A Semantic similarity measure for predicates in Linked Data

Tracking #: 2104-3317

Rajeev Irny
P Sreenivasa Kumar

Responsible editor: 
Jens Lehmann

Submission type: 
Full Paper
Semantic similarity measures are used in several applications like link-predication, entity summarization, knowledge-base completion, clustering. In this paper, we propose a new semantic similarity measure called Predicate Semantic Similarity (PSS), specifically for predicates in linked data. Accounting for the apparent similarity between a pair of inverse predicates such as influences and influenced-by is one of the motivations for the work. We exploit implicit semantic information present in linked data to compute two quantities that capture context and (semantic) proximity aspects of a given pair of predicates, respectively. We build on the Normalized Semantic Web Distance (NSWD) and generalise it to predicates to take care of the context aspect. We also propose a novel measure based on neighbourhood-formation computation on a bipartite graph of predicates and classes to capture the proximity aspect. Thus we compute similarity along two semantic-facets namely context and proximity. A weighted sum of these gives us the new measure PSS. Through experiments, we evaluate the performance of PSS against the existing similarity measures including RDF2Vec. We find that including only one of context or proximity is insufficient. We create ground-truths to facilitate a thorough evaluation. The results indicate that PSS improves over all the existing measures for semantic similarity between predicates.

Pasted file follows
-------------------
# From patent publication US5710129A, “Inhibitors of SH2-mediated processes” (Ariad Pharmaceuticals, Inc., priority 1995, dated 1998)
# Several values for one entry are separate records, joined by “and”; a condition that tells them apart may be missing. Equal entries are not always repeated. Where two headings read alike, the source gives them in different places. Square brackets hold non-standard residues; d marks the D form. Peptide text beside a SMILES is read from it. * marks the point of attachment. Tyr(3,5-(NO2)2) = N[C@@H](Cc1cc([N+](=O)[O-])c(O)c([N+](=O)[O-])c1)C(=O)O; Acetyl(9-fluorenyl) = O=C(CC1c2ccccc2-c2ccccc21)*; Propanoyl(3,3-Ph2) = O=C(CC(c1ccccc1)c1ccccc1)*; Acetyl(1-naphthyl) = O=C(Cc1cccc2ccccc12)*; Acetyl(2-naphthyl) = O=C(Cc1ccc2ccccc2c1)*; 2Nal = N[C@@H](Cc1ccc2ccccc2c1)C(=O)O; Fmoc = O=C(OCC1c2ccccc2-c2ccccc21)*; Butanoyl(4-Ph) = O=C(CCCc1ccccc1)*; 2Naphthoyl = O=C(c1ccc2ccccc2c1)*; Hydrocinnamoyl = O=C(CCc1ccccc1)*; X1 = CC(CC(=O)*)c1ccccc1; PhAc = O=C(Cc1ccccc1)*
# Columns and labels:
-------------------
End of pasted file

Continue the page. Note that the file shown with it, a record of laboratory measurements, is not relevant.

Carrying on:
Full PDF Version: 

Major Revision

Solicited Reviews:
Click to Expand/Collapse
Review #1
By Afshin Sadeghi submitted on 18/Mar/2019
Review Comment:

This manuscript was submitted as 'full paper' and should be reviewed along with the usual dimensions for research contributions which include (1) originality, (2) significance of the results, and (3) quality of writing.

1. The methods proposed by the of the paper seem incremental. The first method is a co-occurrence measure specified by type relation, with the assumption that there always exist "type" relations and the second proposed method looks incremental to the [9] paper(Neighborhood Formation and Anomaly Detection in Bipartite Graphs) for predicate and "class" entity, with the assumption that this type of entity exists in the dataset, where the comparisons are done in the vector space.